Is it better to live for today, or to dream of a better tomorrow? This is the philosophical question posed by Life is Impossible at the Old 505 Theatre, an artist-run performance space in Newtown.
Life is Impossible is being run as part of the theatre’s Freshworks program, which champions experimental new works and is now in its 7th year. The play pits the romanticised world of New York musical theatre against the harsh realities of World War II – fantasy against fact. It takes its premise from the life and writings of Simone Weil, a radical French philosopher and staunch socialist. Simone escaped occupied France with her parents in 1942, living briefly in New York before returning to Europe and dying in London at the end of the war, aged just 34.
Although the play ‘hangs on a few hooks of truth’ in that it is set in 1942 New York, and the protagonist is a French exile called Simone, the plot is a work of fiction. Simone (Chloe Schwank) shares a flat with Elaine (Elle Harris), a flighty young Australian. Elaine works at the UN, not because of any political leanings, but because she can type 180 words a minute, has a boss who has taken more than a healthy shine to her, and she has a desire to get out and see the world. Simone lobbies the British Consul (Cormac Costello) to give her permission to travel to England from where she hopes to join the French resistance, while Elaine spends her time going to musical theatre and dreaming of romance with American soldier Tom (Matt Abotomey).
The play opens with Elaine singing the classic musical anthem to hope, Somewhere Over the Rainbow, while a broody Simone stacks books on socialist and political theory. ‘It’s a mistake to think you are special,’ Simone tells Elaine. ‘We can shove as much imagination as we want in to tomorrow, it won’t actually change anything’.
Schwank plays Simone with a broody static stoicism which contrasts with Harris, who flits aimlessly like a butterfly around the stage. Abotomey gives a solid and nuanced performance as Tom, and Michael, the British Consul, is commendably played by Costello with charm and wit despite the character itself being a little contrived. The set, with a backdrop of a New York skyline made out of musical scores, is simple yet effective.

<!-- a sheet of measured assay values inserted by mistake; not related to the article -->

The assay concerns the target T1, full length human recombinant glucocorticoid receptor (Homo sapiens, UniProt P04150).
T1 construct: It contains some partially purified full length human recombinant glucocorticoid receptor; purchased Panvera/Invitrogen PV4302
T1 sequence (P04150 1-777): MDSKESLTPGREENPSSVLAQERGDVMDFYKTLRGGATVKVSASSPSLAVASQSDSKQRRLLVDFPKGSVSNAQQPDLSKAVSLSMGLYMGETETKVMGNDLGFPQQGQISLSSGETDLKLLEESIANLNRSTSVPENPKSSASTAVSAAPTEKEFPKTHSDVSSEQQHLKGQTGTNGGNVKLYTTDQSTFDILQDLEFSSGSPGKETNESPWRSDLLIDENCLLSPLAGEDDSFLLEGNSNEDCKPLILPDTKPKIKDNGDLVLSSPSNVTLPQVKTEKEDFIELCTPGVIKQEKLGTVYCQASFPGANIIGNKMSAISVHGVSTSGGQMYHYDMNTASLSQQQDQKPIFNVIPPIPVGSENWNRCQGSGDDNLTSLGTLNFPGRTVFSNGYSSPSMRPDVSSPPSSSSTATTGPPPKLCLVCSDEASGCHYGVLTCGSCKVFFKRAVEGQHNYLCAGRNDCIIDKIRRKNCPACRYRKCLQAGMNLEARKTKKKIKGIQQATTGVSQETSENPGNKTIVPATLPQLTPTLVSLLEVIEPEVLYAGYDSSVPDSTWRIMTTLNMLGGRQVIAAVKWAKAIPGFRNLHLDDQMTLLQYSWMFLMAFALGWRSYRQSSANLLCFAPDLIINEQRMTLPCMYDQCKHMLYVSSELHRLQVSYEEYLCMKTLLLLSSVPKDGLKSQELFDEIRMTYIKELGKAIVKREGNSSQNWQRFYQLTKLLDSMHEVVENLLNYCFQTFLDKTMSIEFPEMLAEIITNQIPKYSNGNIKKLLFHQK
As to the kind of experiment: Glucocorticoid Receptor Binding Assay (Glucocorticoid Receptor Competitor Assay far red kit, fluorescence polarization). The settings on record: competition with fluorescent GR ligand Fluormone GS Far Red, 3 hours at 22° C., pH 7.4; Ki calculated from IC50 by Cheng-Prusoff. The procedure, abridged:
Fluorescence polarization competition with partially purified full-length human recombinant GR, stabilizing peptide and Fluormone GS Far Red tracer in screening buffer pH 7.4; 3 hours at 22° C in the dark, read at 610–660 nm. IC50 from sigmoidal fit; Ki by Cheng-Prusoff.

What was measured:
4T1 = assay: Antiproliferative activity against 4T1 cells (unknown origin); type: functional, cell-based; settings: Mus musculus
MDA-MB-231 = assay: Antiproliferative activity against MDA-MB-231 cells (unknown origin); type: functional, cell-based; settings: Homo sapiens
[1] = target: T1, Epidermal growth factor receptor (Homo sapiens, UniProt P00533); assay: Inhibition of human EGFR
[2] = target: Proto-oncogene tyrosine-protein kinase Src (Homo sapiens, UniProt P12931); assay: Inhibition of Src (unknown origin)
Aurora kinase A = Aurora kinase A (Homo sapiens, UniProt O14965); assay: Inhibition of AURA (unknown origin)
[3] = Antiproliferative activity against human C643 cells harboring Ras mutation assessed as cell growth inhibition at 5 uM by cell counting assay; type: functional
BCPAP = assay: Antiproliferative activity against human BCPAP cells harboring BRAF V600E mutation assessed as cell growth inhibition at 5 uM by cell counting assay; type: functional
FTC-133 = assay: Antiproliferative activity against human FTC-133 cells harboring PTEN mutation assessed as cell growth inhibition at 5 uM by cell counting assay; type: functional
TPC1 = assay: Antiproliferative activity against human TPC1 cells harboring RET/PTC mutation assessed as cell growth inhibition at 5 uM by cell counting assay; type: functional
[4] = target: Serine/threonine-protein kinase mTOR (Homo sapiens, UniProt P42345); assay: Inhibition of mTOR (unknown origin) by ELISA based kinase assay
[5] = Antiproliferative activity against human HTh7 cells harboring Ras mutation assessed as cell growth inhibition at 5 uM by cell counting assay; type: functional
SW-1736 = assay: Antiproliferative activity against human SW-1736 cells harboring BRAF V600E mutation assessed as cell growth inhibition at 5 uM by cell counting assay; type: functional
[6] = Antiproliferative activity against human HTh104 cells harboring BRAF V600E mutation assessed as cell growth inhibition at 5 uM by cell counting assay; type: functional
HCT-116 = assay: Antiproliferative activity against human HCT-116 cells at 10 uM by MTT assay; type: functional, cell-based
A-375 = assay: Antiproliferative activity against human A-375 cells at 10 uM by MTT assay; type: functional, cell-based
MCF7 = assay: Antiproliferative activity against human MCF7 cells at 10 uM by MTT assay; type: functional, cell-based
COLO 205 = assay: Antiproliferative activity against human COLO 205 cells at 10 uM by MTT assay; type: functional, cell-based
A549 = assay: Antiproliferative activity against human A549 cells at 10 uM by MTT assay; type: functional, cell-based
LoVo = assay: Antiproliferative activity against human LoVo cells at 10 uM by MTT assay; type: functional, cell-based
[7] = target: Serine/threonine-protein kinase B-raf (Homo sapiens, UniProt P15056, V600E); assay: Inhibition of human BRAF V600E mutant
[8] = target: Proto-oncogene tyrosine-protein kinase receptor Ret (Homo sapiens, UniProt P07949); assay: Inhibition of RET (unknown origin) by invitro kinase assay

The script, by Paul Gilchrist, has much to recommend it. There are some pithy one-liners and meaningful monologues with astute observations based on Weil’s philosophical writings. The use of musical numbers to top each scene is not altogether successful, however, as the actors seem uncomfortable singing. The play also focusses a little too much on dialogue rather than action towards the end, as the arguments for and against Weil’s philosophical standpoint are made.
The real Simone ultimately made it back to Europe, and died from a combination of self-starvation and complications from TB, which led to heart failure. She was buried in what was originally an unmarked grave. Locals apparently thought the grave was a pauper’s, something that Weil herself would presumably have wanted.
At the end of the play, Tom questions the fictional Simone’s determination to suffer herself as much as those on the front line. War, he says, is ultimately won by dreamers who believe they can make things better by extending freedom. Simone’s sacrifice, he contends, ultimately only led to her own downfall.
3 stars out of 5 ★★★
Life Is Impossible
Presented by Subtlenuance as part of Old 505 Theatre’s Freshworks program
Written & directed by Paul Gilchrist
Produced by Daniela Giorgi
18-23 February 2020
Old 505 Theatre, Newtown NSW